FIU-Temple: A Test of The Hiring Method

butch

There is no written hiring test when evaluating future Temple football head coaches, post-Geoff Collins Era, only an outline of “types” in this current convoluted system, a copy of which should be emailed to every Group of 5 athletic director.

Even the person who sees things through Cherry and White glasses know Collins could not be long for Temple, hopefully for the right reasons, but at least a measure of stability could be achieved with a different hiring model going forward.

For the time being, as long as only the Power 5 can have the coaches they want, the G5 schools that include Temple will be left to pick among these three types:

THE HOT COORDINATOR–Collins himself falls into this category. This is the high-risk, high-reward method. Since the “hot coordinator” usually has never been a head coach, no one knows how he will react once he has a clipboard in his hands. Temple has tried this route with its last three head coaches and that has turned the coaching door at the E-O into a revolving one. Maybe it needs to re-evaluate that thinking in the future.

houston

THE PROVEN FBS HEAD COACH–FIU’s Butch Davis falls into that category.  Coming off 5-7 and 4-8 seasons, Davis’ first year as FIU coach is an impressive one. He turned 5-7 and 4-8 talent into eight-win talent. Compare that to Collins turning a solid core from a 10-win team into a six-win team, and you have evidence that this could be the way to go for Temple in the future. Davis did not have to learn how to be a head coach on the job; he already was a championship coach at Miami and knows how to push the right buttons. He has already seen what life is like chasing the big bucks in the NFL and college football and is more likely to stay and build something than the first type.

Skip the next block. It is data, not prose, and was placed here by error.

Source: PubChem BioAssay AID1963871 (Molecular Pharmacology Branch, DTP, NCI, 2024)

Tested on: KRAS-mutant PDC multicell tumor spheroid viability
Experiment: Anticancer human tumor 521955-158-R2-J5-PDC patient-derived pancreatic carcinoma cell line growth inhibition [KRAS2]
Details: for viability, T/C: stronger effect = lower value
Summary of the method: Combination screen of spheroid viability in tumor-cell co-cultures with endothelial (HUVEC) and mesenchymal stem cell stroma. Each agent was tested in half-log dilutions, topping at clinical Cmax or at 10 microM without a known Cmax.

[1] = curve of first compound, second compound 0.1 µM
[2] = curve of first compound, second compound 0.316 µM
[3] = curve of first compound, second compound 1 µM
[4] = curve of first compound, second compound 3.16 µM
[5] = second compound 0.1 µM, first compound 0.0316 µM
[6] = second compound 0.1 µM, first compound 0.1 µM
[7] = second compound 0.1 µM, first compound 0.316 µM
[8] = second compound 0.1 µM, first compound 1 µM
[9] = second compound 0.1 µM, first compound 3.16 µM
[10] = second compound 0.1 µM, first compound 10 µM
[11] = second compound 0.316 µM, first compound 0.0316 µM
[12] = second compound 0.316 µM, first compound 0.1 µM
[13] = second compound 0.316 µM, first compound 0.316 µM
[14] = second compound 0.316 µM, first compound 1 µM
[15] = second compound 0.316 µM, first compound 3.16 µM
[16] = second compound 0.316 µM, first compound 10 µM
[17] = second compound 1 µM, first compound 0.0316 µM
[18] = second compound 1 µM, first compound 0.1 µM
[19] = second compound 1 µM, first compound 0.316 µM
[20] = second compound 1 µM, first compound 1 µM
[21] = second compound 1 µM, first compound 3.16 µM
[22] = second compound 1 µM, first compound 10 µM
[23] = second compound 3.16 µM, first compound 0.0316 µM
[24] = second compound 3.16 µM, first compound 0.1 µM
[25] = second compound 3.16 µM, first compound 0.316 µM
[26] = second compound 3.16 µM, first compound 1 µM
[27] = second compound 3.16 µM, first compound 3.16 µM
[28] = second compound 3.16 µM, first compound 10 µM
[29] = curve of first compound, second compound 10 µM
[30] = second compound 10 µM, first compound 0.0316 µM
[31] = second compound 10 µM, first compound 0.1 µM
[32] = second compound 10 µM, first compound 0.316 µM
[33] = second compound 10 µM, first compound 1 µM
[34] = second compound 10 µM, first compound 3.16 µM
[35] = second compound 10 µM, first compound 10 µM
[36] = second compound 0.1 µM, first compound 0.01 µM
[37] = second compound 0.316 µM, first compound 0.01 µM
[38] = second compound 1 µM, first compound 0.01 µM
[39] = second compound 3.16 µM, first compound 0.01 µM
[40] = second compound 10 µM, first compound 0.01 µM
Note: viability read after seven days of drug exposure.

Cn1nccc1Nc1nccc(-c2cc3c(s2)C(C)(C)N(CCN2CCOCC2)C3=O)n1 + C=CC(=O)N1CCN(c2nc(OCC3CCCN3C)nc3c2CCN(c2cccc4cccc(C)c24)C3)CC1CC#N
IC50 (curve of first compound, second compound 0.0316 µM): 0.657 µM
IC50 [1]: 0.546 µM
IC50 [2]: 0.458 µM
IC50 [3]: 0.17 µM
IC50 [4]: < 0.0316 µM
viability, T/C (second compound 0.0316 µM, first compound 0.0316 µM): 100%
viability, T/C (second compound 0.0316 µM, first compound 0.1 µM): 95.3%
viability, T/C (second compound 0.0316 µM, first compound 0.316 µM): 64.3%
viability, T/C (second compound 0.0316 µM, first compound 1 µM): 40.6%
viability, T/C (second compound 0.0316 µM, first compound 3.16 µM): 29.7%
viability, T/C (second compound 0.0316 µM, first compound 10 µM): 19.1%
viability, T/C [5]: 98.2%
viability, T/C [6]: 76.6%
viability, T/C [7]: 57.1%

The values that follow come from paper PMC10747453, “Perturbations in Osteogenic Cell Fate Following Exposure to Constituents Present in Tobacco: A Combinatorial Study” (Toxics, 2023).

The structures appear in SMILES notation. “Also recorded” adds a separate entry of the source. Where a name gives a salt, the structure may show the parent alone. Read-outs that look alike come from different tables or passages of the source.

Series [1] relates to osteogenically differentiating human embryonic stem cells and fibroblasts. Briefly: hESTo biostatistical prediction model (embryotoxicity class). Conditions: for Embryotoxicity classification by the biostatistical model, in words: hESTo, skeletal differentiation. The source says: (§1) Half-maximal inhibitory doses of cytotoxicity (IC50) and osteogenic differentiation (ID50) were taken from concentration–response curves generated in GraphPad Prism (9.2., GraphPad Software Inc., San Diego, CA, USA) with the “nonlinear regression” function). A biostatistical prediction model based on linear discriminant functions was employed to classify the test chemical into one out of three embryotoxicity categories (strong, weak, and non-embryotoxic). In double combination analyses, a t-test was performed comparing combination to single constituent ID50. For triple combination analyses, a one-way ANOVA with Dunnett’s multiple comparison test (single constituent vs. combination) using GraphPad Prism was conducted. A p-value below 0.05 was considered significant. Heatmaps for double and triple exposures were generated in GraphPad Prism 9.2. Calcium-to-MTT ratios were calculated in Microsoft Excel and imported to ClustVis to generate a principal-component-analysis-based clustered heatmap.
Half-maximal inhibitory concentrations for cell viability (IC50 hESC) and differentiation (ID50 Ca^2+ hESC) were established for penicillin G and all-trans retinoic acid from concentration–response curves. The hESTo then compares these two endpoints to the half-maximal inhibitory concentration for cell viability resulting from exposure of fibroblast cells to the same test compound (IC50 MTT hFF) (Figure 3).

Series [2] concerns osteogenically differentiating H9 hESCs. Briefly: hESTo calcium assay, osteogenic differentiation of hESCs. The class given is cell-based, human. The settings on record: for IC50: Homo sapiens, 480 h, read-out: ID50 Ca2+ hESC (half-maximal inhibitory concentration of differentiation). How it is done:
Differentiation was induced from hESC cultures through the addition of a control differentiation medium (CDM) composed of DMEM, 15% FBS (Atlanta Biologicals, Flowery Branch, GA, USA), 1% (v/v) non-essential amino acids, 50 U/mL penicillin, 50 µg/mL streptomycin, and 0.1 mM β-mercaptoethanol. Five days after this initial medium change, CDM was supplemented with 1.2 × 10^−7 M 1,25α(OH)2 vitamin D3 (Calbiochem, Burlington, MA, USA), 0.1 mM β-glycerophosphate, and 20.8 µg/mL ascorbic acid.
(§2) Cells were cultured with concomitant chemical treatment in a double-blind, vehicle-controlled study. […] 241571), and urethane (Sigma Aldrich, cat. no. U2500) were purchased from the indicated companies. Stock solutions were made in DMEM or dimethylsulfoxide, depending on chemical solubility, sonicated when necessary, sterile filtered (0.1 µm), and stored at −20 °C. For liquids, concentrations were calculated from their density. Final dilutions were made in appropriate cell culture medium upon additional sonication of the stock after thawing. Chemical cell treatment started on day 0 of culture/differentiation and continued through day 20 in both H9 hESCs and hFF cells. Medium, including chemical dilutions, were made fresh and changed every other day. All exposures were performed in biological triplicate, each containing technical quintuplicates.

cignetti

THE FCS CHICKEN SALAD MAKER–This is a guy who does more with FCS talent than the current Temple coach does with Temple talent. There are a few of those guys out there who can turn “chicken shit into chicken salad.” For brevity purposes, we will mention two here: JMU’s Mike Houston and Elon’s Curt Cignetti. Last year, Houston led JMU to a 14-1 record and the national championship. At the Citadel, he led that team to a Southern Conference championship and, before that, led Lenoir-Rhyne to three first-place finishes. This guy has winner stamped on his farhead. This year, Houston has JMU ranked No. 1 in the nation and his team beat ECU and Villanova worse than Temple did. At Elon, Cignetti–a former Temple assistant–also had a more comfortable win over Villanova than Temple did. In his first year as head coach there, he turned what had been a 2-9 team in 2016 into an 8-4 team this year.

So one of the questions to be answered in a little over a week is if Temple hired the right type. Winning or losing that one game should give Pat Kraft a very large insight into if he made the right choice or not.

Wednesday: A Closer Look at FIU

13 thoughts on “FIU-Temple: A Test of The Hiring Method

  1. There is no sure fire answer. We tried FBS with Bobby Wallice who was very successful at South Alabama, but that was a disaster. It just depends who you get, and sometimes you have to get lucky, as with Wayne Harden. There are not too many like him. Actually, I like the idea of an older (and wiser) guy who has seen enough of life to not be constantly on the hunt for the bigger and better staus and job. Rabbi Dick White

    • actually, there is a big difference between Wallace (a Division II coach) and a successful FCS coach like Houston and Cignetti. At least one of those guys proved he could coach FCS talent and beat FBS talent. Wallace never proved he could beat the teams on Temple’s schedule before coming here.